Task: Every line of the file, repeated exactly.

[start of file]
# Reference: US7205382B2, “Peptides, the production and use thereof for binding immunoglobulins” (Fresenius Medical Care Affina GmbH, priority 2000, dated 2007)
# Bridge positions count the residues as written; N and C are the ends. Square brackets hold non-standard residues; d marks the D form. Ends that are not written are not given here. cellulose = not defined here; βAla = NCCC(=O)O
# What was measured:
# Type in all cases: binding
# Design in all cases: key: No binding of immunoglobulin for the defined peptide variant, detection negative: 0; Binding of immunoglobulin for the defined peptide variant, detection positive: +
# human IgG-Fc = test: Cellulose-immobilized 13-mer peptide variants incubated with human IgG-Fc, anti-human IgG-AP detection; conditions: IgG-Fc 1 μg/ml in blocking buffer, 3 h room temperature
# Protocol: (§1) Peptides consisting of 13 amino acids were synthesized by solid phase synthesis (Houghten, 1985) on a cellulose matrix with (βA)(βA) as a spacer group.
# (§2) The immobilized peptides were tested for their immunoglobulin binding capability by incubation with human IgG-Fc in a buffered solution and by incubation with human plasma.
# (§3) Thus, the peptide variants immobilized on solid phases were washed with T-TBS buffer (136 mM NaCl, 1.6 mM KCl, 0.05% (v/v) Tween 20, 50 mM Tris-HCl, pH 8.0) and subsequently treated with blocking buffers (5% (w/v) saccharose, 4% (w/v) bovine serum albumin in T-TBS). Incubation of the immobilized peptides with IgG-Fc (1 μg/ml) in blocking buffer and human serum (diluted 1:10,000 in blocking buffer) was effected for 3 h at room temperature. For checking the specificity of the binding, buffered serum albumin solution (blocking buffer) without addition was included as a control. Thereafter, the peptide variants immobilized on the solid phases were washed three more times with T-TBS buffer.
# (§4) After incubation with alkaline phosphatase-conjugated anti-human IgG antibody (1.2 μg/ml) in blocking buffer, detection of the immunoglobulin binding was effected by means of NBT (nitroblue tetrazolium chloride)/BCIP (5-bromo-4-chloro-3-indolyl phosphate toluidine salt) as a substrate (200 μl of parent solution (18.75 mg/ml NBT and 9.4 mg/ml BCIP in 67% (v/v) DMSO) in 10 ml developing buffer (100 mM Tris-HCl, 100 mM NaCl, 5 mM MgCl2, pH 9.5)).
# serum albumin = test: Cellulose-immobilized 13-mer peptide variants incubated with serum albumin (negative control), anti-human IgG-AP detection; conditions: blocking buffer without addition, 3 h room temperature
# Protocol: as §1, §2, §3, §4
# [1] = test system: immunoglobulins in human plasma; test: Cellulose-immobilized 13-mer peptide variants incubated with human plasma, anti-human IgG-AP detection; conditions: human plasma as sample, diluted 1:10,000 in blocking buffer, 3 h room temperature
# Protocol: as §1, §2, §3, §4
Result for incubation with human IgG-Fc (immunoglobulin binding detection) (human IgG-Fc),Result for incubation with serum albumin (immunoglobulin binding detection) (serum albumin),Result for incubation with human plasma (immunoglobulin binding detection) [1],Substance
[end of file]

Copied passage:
# Reference: US7205382B2, “Peptides, the production and use thereof for binding immunoglobulins” (Fresenius Medical Care Affina GmbH, priority 2000, dated 2007)
# Bridge positions count the residues as written; N and C are the ends. Square brackets hold non-standard residues; d marks the D form. Ends that are not written are not given here. cellulose = not defined here; βAla = NCCC(=O)O
# What was measured:
# Type in all cases: binding
# Design in all cases: key: No binding of immunoglobulin for the defined peptide variant, detection negative: 0; Binding of immunoglobulin for the defined peptide variant, detection positive: +
# human IgG-Fc = test: Cellulose-immobilized 13-mer peptide variants incubated with human IgG-Fc, anti-human IgG-AP detection; conditions: IgG-Fc 1 μg/ml in blocking buffer, 3 h room temperature
# Protocol: (§1) Peptides consisting of 13 amino acids were synthesized by solid phase synthesis (Houghten, 1985) on a cellulose matrix with (βA)(βA) as a spacer group.
# (§2) The immobilized peptides were tested for their immunoglobulin binding capability by incubation with human IgG-Fc in a buffered solution and by incubation with human plasma.
# (§3) Thus, the peptide variants immobilized on solid phases were washed with T-TBS buffer (136 mM NaCl, 1.6 mM KCl, 0.05% (v/v) Tween 20, 50 mM Tris-HCl, pH 8.0) and subsequently treated with blocking buffers (5% (w/v) saccharose, 4% (w/v) bovine serum albumin in T-TBS). Incubation of the immobilized peptides with IgG-Fc (1 μg/ml) in blocking buffer and human serum (diluted 1:10,000 in blocking buffer) was effected for 3 h at room temperature. For checking the specificity of the binding, buffered serum albumin solution (blocking buffer) without addition was included as a control. Thereafter, the peptide variants immobilized on the solid phases were washed three more times with T-TBS buffer.
# (§4) After incubation with alkaline phosphatase-conjugated anti-human IgG antibody (1.2 μg/ml) in blocking buffer, detection of the immunoglobulin binding was effected by means of NBT (nitroblue tetrazolium chloride)/BCIP (5-bromo-4-chloro-3-indolyl phosphate toluidine salt) as a substrate (200 μl of parent solution (18.75 mg/ml NBT and 9.4 mg/ml BCIP in 67% (v/v) DMSO) in 10 ml developing buffer (100 mM Tris-HCl, 100 mM NaCl, 5 mM MgCl2, pH 9.5)).
# serum albumin = test: Cellulose-immobilized 13-mer peptide variants incubated with serum albumin (negative control), anti-human IgG-AP detection; conditions: blocking buffer without addition, 3 h room temperature
# Protocol: as §1, §2, §3, §4
# [1] = test system: immunoglobulins in human plasma; test: Cellulose-immobilized 13-mer peptide variants incubated with human plasma, anti-human IgG-AP detection; conditions: human plasma as sample, diluted 1:10,000 in blocking buffer, 3 h room temperature
# Protocol: as §1, §2, §3, §4
Result for incubation with human IgG-Fc (immunoglobulin binding detection) (human IgG-Fc),Result for incubation with serum albumin (immunoglobulin binding detection) (serum albumin),Result for incubation with human plasma (immunoglobulin binding detection) [1],Substance